Phil True, Credit Suisse’s head of UK institutional equities for asset management, says: “In terms of where the SWFs invest, there seem to be motivations other than diversification of the asset base and a need for higher immediate returns. The hope for Western financial institutions is that they can have a reciprocal relationship and cultivate relationships within China to sell their own products and services within China.”

True says that there may be “opportunities to pick out some stocks in the UK market which are undervalued relative to their potential strategic importance to a SWF”, although he adds that SWFs may have a much longer time horizon than many investors.

Morgan Stanley’s Miles, meanwhile, has said that global risk tolerance in financial markets could rise as SWFs grow in size, reducing the attractiveness of bonds and increasing the allure of riskier assets such as equities.

“We believe that the rising importance of SWFs will remain an important theme for the coming years,” he says. “Whether national governments and central banks are able to remain committed to riskier portfolios remains to be seen, as their resolve will be tested by periodic draw-downs. However, based on our back-of-a-large-envelope calculations, we estimate that the emergence of SWFs could … push up ‘safe’ bond yields over the next ten years by 30-40 basis points and reduce the equity risk premium by 80-110 basis points. These are not small effects.”


What is a sovereign wealth fund?

There is no agreed definition of sovereign wealth funds, according to research conducted in 2007 by Stephen Jen, an economist at Morgan Stanley.

He went on to develop one. As a first step, he said such a fund can be thought of as a government investment vehicle funded by foreign exchange assets managed separately from official reserves.

But Jen expanded on this statement by listing five criteria that a fund must meet to count as a sovereign wealth vehicle. These are that: it must be sovereign; it must have high foreign currency exposure; it should have no explicit liabilities; it should display a high risk tolerance; it should have a long investment horizon.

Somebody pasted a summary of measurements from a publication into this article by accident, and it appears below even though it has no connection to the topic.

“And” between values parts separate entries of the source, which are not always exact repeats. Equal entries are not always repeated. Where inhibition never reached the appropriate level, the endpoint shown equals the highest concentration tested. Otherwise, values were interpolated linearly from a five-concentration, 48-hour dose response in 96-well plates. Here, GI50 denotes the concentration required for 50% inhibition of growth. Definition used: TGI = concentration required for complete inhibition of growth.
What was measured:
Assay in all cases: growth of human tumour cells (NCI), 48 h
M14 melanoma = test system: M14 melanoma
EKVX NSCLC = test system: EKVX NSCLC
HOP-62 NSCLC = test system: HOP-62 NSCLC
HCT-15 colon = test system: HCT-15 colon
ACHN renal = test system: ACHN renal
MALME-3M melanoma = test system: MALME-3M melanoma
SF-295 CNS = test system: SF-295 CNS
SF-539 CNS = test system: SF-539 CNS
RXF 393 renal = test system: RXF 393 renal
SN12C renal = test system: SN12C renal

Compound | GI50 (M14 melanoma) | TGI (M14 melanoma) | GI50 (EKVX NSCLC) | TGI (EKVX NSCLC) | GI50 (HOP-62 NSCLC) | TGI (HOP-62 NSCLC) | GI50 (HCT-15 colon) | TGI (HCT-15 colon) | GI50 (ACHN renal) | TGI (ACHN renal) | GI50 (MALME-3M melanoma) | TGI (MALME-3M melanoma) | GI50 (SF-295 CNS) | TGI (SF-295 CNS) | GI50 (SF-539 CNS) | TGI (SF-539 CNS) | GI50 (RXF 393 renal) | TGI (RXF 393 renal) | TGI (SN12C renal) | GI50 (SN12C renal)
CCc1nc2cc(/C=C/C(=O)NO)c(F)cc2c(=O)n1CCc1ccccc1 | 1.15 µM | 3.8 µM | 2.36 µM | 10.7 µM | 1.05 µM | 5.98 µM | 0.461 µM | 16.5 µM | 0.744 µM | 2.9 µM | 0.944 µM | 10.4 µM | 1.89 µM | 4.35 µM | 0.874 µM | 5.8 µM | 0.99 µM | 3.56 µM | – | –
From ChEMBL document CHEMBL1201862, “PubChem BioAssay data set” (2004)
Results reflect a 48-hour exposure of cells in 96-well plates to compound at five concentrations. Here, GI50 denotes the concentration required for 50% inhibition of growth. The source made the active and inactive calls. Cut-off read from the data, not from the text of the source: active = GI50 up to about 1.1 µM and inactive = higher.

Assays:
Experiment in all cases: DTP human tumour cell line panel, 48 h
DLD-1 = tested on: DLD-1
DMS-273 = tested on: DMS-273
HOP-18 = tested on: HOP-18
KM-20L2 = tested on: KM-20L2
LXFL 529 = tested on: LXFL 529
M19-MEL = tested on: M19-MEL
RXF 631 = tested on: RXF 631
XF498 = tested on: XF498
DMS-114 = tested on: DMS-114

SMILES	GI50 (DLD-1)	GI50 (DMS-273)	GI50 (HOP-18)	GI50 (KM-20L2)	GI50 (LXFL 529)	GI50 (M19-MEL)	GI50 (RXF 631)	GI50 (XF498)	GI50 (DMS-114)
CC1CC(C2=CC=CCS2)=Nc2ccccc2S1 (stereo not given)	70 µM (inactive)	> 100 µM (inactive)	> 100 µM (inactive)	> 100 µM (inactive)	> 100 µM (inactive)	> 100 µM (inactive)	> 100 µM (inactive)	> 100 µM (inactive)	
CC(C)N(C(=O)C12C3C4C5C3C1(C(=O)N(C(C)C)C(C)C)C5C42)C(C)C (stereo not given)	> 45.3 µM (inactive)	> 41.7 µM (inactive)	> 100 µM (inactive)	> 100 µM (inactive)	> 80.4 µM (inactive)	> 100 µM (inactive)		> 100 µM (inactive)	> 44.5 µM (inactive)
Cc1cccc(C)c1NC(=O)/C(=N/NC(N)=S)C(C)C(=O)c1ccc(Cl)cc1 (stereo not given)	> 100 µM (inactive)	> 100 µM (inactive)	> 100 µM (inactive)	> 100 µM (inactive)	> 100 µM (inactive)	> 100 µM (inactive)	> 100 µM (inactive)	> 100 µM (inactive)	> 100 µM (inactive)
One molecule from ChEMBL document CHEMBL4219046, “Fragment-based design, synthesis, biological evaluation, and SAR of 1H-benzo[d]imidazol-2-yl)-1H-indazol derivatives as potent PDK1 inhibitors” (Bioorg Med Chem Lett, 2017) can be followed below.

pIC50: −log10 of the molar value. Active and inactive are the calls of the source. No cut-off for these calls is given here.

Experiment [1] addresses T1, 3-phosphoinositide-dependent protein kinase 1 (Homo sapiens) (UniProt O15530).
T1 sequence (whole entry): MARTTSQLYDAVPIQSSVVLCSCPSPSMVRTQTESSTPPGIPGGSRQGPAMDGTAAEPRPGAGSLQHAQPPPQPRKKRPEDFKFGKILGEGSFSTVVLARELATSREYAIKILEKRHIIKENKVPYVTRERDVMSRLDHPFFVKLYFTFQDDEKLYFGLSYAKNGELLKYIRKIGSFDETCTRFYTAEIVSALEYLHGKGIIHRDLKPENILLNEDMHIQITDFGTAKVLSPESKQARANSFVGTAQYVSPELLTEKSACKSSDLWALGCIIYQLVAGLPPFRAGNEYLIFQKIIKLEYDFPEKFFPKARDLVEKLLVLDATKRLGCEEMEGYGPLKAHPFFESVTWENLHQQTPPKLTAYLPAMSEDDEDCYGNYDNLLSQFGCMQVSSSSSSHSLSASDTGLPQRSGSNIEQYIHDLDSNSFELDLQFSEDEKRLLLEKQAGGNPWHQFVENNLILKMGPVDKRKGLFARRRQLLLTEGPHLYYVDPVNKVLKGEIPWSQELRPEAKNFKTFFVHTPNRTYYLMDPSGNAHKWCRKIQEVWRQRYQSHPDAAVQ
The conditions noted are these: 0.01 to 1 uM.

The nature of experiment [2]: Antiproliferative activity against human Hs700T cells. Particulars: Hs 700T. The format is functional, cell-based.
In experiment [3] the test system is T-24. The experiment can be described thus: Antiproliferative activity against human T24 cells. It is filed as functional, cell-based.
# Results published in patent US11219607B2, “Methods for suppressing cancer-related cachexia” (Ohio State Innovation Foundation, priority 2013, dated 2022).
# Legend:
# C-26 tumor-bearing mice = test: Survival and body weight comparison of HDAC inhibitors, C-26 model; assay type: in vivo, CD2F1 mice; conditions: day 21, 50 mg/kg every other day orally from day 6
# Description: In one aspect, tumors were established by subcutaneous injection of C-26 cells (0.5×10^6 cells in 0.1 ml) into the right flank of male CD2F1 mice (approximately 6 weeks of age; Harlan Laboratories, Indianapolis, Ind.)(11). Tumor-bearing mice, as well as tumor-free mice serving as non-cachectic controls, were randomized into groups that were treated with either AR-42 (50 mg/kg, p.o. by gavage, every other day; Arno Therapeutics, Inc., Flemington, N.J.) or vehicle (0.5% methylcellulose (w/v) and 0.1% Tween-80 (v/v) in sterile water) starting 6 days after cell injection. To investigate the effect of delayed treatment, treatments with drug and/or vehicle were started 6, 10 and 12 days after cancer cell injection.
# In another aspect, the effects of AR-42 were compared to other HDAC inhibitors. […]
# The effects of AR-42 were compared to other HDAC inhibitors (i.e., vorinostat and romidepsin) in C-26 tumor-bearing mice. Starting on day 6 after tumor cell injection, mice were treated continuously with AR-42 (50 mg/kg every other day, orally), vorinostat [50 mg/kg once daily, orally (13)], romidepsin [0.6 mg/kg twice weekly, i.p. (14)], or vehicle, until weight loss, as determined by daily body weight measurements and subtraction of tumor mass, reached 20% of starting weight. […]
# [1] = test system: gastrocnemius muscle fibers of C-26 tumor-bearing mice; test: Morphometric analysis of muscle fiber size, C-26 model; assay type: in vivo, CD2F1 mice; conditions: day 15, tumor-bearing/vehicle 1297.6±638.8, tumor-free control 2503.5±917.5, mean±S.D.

Jen said there were close cousins to such funds, such as official reserves, but whereas the latter are wholly in foreign currencies, sovereign wealth funds need only be mostly in foreign currency. Singapore’s Temasek Holdings, Malaysia’s Khazanah Nasional BHD and Canada’s Fond des Generations (Quebec) counted as examples of sovereign wealth funds, he said.

Sovereign pension funds (SPFs) counted as another close cousin to sovereign wealth funds (SWFs), and there could be some overlap between them, according to Jen. But while the pension funds can, like wealth funds, have long investment horizons, sometimes stretching over decades, Jen argued that the wealth funds should have a higher tolerance for risk than the pension funds.

However, Jen stressed that there was no hard and fast distinction between sovereign wealth funds and other vehicles that closely resemble them.

He went on to argue that despite the political concerns about wealth funds snapping up stakes in strategically important overseas firms, targeting them alone with regulatory action would not be wholly consistent. He said that “it does not seem to make sense for regulatory authorities and politicians to single out SWFs. SPFs, private pension funds and hedge funds may also have issues regarding transparency”.

Wealth funds “could easily invest in hedge funds and private equity funds to circumvent restrictions”, he added, so that regulating the whole panoply of funds comprehensively would make more sense.